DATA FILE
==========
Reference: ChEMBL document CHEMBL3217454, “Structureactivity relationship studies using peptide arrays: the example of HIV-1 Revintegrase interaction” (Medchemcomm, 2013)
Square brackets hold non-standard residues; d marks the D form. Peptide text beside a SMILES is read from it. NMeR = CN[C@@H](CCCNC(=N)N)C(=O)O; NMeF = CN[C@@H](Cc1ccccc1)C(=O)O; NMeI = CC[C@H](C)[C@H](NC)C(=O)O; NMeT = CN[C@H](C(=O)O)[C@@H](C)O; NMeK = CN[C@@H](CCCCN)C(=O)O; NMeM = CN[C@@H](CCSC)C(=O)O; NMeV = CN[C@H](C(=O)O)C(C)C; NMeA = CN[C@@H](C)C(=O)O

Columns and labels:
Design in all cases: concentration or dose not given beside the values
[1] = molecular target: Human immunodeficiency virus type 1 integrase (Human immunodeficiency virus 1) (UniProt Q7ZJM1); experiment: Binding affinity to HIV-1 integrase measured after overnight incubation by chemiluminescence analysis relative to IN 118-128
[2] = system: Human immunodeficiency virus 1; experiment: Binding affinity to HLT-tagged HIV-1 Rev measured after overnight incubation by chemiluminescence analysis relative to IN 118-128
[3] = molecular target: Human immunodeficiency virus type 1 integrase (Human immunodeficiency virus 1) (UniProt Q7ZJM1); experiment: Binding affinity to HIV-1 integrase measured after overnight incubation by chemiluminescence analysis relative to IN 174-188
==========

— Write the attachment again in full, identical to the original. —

Reference: ChEMBL document CHEMBL3217454, “Structureactivity relationship studies using peptide arrays: the example of HIV-1 Revintegrase interaction” (Medchemcomm, 2013)
Square brackets hold non-standard residues; d marks the D form. Peptide text beside a SMILES is read from it. NMeR = CN[C@@H](CCCNC(=N)N)C(=O)O; NMeF = CN[C@@H](Cc1ccccc1)C(=O)O; NMeI = CC[C@H](C)[C@H](NC)C(=O)O; NMeT = CN[C@H](C(=O)O)[C@@H](C)O; NMeK = CN[C@@H](CCCCN)C(=O)O; NMeM = CN[C@@H](CCSC)C(=O)O; NMeV = CN[C@H](C(=O)O)C(C)C; NMeA = CN[C@@H](C)C(=O)O

Columns and labels:
Design in all cases: concentration or dose not given beside the values
[1] = molecular target: Human immunodeficiency virus type 1 integrase (Human immunodeficiency virus 1) (UniProt Q7ZJM1); experiment: Binding affinity to HIV-1 integrase measured after overnight incubation by chemiluminescence analysis relative to IN 118-128
[2] = system: Human immunodeficiency virus 1; experiment: Binding affinity to HLT-tagged HIV-1 Rev measured after overnight incubation by chemiluminescence analysis relative to IN 118-128
[3] = molecular target: Human immunodeficiency virus type 1 integrase (Human immunodeficiency virus 1) (UniProt Q7ZJM1); experiment: Binding affinity to HIV-1 integrase measured after overnight incubation by chemiluminescence analysis relative to IN 174-188